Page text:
I'm in the USA. I'm wanting to use two different 120v 15A plugs that are on different circuits at the same time to charge my car. I'm thinking of creating a hub adaptor that is the inverse of what is below.

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Where there would be two male NEMA-5 plugs reconciling one female NEMA-5. Since current always flows to the female, I would plug my car's charge cable like normal (which is rated for much higher loads than I would ever encounter).

Should this work? Is there anything I'm failing to consider?

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    No no no! No no no no no! 100k rep expert here. That is a catastrophically bad idea. You'll get reasons soon, but the short version is given all the work, it's not that much farther out of your way to do the job properly. Nov 4, 2019 at 15:13
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    Now, tell us about the existing circuits into your garage, and the type and how much space you have in your panel (a photo will do)... and a sense of the level of difficulty of running a new cable from panel to garage(just so it can be weighed against other options). Nov 4, 2019 at 15:15
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    Do not even think of going where you propose. There are a lot of reasons with good scientific basis as to why this is not safe. One reason is that operating two circuit breakers in parallel on one circuit load can never have a guarantee that the load will split evenly between the two breakers. The moment one of these breakers decides to trip on an overload the other breaker and its wiring will be expected to carry the full load which may very well be over the safe operating specification for the wire. So again STOP with this idea.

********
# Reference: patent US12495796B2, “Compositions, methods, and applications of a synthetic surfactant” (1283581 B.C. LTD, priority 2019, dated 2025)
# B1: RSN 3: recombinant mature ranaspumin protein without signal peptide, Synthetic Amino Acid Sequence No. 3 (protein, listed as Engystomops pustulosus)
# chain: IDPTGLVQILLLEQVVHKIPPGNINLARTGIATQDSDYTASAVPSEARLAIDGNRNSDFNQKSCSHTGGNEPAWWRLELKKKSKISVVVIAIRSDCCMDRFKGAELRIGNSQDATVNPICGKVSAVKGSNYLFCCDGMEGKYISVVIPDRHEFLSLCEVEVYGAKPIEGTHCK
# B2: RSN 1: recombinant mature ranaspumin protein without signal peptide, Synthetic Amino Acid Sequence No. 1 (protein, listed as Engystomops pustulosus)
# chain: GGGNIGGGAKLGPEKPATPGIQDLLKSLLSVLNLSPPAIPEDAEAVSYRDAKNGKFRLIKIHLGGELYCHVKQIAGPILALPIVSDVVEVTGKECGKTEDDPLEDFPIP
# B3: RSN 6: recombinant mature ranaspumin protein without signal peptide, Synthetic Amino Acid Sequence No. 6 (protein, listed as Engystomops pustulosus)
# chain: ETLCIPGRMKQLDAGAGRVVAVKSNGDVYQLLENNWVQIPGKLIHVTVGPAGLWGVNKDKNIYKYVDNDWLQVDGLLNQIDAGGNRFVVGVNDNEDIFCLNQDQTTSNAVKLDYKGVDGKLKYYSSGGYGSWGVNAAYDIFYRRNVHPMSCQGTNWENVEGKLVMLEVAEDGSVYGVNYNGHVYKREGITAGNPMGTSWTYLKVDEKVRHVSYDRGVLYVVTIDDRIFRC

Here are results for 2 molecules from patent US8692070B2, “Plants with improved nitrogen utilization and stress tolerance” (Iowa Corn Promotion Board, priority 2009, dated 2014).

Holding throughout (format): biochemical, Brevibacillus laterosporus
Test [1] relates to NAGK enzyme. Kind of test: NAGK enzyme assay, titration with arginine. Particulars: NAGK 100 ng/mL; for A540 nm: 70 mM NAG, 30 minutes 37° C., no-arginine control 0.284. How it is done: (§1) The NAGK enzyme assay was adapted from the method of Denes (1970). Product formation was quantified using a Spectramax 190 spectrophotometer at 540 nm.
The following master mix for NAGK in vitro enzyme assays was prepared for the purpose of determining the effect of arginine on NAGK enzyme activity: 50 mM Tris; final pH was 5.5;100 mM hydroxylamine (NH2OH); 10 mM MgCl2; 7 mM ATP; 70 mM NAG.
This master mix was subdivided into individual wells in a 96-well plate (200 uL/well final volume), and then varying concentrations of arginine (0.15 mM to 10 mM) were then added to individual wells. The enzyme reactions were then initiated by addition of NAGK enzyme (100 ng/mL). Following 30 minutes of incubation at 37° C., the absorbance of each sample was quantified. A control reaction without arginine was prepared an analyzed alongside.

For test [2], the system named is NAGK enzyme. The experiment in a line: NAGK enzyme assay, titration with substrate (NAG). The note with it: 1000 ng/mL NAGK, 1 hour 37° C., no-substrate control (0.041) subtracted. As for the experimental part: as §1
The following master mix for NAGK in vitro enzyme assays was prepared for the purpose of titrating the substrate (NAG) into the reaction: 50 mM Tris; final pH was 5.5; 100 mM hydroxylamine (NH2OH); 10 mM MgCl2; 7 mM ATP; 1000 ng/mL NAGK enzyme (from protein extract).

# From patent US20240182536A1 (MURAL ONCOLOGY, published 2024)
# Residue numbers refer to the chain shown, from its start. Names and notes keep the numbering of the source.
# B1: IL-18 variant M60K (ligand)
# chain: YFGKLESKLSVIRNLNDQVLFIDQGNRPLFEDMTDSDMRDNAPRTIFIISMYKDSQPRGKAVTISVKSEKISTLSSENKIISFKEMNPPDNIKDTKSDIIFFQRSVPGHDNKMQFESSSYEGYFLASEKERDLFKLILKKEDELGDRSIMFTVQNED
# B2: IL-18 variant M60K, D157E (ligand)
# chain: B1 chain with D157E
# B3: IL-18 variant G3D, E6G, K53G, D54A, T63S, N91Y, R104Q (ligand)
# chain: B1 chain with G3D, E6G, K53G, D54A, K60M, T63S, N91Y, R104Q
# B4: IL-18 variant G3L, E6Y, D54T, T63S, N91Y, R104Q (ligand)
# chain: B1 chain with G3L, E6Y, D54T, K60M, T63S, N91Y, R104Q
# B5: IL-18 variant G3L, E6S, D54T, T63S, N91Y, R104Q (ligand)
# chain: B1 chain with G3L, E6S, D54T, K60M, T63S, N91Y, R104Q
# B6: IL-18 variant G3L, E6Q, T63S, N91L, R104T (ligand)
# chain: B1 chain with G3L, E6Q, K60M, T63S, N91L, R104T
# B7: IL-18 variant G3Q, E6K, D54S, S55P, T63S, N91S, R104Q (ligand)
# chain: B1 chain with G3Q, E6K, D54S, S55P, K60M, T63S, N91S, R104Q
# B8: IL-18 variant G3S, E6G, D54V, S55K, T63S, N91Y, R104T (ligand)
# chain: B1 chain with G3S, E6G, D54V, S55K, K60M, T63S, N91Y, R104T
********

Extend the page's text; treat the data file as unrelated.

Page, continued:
– Michael Karas
    Nov 4, 2019 at 15:33
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    There's also the neutral. Current will favor one path over the other, so they won't load evenly. A breaker will keep a hot from overloading, but neutral is unprotected because the entire design philosophy of the system is neutral only handles return current for its companion hot. We're only scratching the surface of the bad-idea-ness here. Nov 4, 2019 at 15:57
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    @GabrielFair The good news is that if you post: a) Picture and details of existing breaker panel; b) type of car/charger c) location (country/state/city - it can be quite relevant to determine types of permitted wiring and other stuff) and possibly other details, we can probably help you come up with a solution that won't cost a fortune and will be safe & code-compliant. Nov 4, 2019 at 17:36

1 Answer 1


No one is focusing on the code we should be saying we need to be referencing the national electric code. NEC 625.40 electric vehicle branch circuit . Each outlet shall be a dedicated circuit and have no other outlets. So simply stated the answer is NO it cannot be done the way you want. This reason and about 20 other different reasons as others have indicated.

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